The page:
As for HA flying RJ's, don't count on it. It would involve negotiating with the unions to fly the plane, they wouldn't be able to use the jetways, etc. Plus, HA needs sufficient cargo space to transport all the luggage and cargo between the islands.


User currently offlineGKirk From UK - Scotland, joined Jun 2000, 24936 posts, RR: 56
Reply 7, posted (11 years 3 weeks 1 day 4 hours ago) and read 2530 times:

Why not consider the A319 for inter-island ops?


When you hear the noise of the Tartan Army Boys, we'll be coming down the road!
User currently offlineHAL From United States of America, joined Jan 2002, 2561 posts, RR: 53
Reply 8, posted (11 years 3 weeks 14 hours ago) and read 2476 times:

Why not consider the A319 for inter-island ops?

For the same reason the MD-80, 737 & others don't work: They're too big, heavy, and expensive to run on 20 minute legs 12 times a day. And before you correct me saying Aloha flies the 737, they are losing a lot of $ on the interisland flying. It's their transpacific trips that keep them afloat.

The problem for cost comes in the weight of the plane. For every flight you have to lift that weight up to cruise altitutde. Each additonal pound costs in fuel, engine wear, etc. The lighter the plane, the better for short frequent service. The climb, and landing are where the most wear & tear (most cost) comes from. If you fly a couple legs a day, a little extra weight doesn't matter. But on our schedule, every pound is crucial. The A-319 is designed as a much longer range plane, as are the others I listed above. They have much heavier structures, engines, etc than the ideal plane. The 717 works (barely) in that is the lightest and cheapest to run. A 100 seat RJ would probably be good, if the reliability of the engines and compnents could be guaranteed beforehand. Advanced turboprops like the Dash 8-400 would be perfect, except that the flying public in Hawaii expects jets and wouldn't fly us if we offered anything else.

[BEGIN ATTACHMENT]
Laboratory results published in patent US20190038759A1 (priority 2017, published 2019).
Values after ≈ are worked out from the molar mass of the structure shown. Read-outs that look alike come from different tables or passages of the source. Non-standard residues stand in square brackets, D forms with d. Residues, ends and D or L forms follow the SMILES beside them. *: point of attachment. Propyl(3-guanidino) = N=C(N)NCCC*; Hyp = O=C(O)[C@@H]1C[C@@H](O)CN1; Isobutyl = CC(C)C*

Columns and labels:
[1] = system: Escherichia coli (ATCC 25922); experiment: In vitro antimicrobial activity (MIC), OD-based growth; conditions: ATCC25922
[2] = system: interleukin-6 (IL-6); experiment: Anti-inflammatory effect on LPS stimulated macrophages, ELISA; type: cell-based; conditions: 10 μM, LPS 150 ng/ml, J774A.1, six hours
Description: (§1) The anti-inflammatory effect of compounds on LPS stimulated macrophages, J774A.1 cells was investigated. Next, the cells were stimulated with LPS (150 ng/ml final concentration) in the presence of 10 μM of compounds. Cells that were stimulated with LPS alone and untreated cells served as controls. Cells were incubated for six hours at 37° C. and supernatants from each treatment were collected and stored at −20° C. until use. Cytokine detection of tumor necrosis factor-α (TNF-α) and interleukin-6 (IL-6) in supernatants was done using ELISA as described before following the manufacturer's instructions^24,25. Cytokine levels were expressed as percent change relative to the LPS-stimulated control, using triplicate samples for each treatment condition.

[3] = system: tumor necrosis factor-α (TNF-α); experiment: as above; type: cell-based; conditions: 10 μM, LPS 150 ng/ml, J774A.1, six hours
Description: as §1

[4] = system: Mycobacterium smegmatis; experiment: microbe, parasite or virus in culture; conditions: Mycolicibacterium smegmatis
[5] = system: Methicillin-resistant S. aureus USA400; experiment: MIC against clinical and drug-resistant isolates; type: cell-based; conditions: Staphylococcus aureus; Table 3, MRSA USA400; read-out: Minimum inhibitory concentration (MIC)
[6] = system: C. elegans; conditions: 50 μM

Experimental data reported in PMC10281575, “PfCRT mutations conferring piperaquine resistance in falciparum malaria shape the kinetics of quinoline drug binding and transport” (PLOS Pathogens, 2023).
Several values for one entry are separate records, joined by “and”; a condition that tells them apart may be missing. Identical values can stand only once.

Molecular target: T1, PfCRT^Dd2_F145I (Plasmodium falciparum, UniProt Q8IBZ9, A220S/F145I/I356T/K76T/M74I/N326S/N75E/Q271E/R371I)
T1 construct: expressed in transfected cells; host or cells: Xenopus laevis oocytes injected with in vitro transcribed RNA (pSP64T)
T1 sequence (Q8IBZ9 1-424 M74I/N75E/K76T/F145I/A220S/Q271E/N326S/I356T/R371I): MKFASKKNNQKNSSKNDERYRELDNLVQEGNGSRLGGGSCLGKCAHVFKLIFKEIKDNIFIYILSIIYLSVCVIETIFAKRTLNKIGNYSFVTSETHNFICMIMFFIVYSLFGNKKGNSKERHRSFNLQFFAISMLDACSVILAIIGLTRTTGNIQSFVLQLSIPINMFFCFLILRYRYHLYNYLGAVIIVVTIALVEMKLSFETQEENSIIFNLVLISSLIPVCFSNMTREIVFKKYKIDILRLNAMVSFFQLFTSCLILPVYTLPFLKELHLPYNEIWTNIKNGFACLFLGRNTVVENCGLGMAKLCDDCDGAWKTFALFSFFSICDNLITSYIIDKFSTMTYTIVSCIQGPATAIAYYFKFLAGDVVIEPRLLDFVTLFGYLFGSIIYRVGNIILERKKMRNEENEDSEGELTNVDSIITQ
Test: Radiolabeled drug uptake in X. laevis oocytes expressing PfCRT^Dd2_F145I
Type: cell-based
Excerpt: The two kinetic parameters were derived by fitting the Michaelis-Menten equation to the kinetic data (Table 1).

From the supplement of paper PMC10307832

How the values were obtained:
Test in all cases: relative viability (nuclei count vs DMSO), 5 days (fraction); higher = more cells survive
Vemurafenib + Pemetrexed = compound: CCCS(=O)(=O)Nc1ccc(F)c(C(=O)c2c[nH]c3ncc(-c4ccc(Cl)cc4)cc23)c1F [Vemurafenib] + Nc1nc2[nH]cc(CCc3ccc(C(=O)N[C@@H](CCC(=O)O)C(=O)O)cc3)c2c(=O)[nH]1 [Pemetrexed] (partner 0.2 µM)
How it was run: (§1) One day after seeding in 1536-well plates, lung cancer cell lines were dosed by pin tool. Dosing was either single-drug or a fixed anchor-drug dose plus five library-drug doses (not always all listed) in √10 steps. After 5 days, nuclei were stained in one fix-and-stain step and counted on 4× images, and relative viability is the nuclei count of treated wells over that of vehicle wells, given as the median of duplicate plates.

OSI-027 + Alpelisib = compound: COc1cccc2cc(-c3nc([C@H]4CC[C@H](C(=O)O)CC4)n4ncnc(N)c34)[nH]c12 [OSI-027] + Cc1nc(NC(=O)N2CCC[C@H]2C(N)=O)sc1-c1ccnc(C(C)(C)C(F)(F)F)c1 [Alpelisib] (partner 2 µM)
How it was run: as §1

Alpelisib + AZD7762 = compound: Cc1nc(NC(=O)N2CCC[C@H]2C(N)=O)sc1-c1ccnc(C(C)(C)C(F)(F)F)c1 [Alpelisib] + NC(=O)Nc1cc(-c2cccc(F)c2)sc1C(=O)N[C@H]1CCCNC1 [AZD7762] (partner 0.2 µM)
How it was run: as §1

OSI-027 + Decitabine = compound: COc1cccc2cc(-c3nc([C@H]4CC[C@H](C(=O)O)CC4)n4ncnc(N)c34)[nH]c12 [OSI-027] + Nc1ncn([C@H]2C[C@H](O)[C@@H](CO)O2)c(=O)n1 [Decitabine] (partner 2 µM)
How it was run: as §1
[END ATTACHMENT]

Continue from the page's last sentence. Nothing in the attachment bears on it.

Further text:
HAL

[Edited 2003-09-03 02:02:19]


One smooth landing is skill. Two in a row is luck. Three in a row and someone is lying.
User currently offlineMidnightMike From United States of America, joined Mar 2003, 2892 posts, RR: 14
Reply 9, posted (11 years 3 weeks 13 hours ago) and read 2461 times:


Why is not Airtran having all of problems with the 717 that Hawaiian is having? If Hawaiian is having trouble with corrosion on the 717, perhaps they have to increase the wash cycle? Forgive a stupid ground pounder, but I am curious.





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User currently offlineHAL From United States of America, joined Jan 2002, 2561 posts, RR: 53
Reply 10, posted (11 years 3 weeks 13 hours ago) and read 2447 times:

A wash is great, and we do it much more often than other airlines (almost nightly), but you can't do it between every flight when you have only 25 minutes on the ground to unload & reboard the passengers. And almost every airport our 717's fly to are within feet of the ocean, so the salt spray is continuous. Plus AirTran doesn't fly their planes with near the frequency we do, which puts much less stress on the airframe, engine and accessories. Think of Hawaiian as an accelerated stress testing facility for the plane!  Smile

HAL



One smooth landing is skill. Two in a row is luck. Three in a row and someone is lying.